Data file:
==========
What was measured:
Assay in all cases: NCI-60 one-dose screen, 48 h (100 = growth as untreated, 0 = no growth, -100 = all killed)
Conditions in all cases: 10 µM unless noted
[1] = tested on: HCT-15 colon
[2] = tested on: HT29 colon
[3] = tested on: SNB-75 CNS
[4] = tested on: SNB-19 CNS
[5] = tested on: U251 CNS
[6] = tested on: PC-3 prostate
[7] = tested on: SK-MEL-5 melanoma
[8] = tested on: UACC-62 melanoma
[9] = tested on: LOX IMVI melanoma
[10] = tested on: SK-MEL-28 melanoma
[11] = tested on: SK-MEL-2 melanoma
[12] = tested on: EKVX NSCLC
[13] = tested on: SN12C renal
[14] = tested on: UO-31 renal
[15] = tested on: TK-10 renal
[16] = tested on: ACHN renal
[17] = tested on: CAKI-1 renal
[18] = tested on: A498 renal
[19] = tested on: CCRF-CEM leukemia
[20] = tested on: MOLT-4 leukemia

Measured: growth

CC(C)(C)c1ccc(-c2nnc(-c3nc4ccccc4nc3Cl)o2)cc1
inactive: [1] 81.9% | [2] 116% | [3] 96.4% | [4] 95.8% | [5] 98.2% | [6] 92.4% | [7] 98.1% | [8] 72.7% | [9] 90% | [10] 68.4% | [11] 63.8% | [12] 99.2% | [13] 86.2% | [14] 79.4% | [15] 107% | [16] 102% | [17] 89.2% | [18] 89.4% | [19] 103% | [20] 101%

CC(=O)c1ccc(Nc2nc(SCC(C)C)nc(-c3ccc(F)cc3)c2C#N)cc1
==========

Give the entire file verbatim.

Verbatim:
What was measured:
Assay in all cases: NCI-60 one-dose screen, 48 h (100 = growth as untreated, 0 = no growth, -100 = all killed)
Conditions in all cases: 10 µM unless noted
[1] = tested on: HCT-15 colon
[2] = tested on: HT29 colon
[3] = tested on: SNB-75 CNS
[4] = tested on: SNB-19 CNS
[5] = tested on: U251 CNS
[6] = tested on: PC-3 prostate
[7] = tested on: SK-MEL-5 melanoma
[8] = tested on: UACC-62 melanoma
[9] = tested on: LOX IMVI melanoma
[10] = tested on: SK-MEL-28 melanoma
[11] = tested on: SK-MEL-2 melanoma
[12] = tested on: EKVX NSCLC
[13] = tested on: SN12C renal
[14] = tested on: UO-31 renal
[15] = tested on: TK-10 renal
[16] = tested on: ACHN renal
[17] = tested on: CAKI-1 renal
[18] = tested on: A498 renal
[19] = tested on: CCRF-CEM leukemia
[20] = tested on: MOLT-4 leukemia

Measured: growth

CC(C)(C)c1ccc(-c2nnc(-c3nc4ccccc4nc3Cl)o2)cc1
inactive: [1] 81.9% | [2] 116% | [3] 96.4% | [4] 95.8% | [5] 98.2% | [6] 92.4% | [7] 98.1% | [8] 72.7% | [9] 90% | [10] 68.4% | [11] 63.8% | [12] 99.2% | [13] 86.2% | [14] 79.4% | [15] 107% | [16] 102% | [17] 89.2% | [18] 89.4% | [19] 103% | [20] 101%

CC(=O)c1ccc(Nc2nc(SCC(C)C)nc(-c3ccc(F)cc3)c2C#N)cc1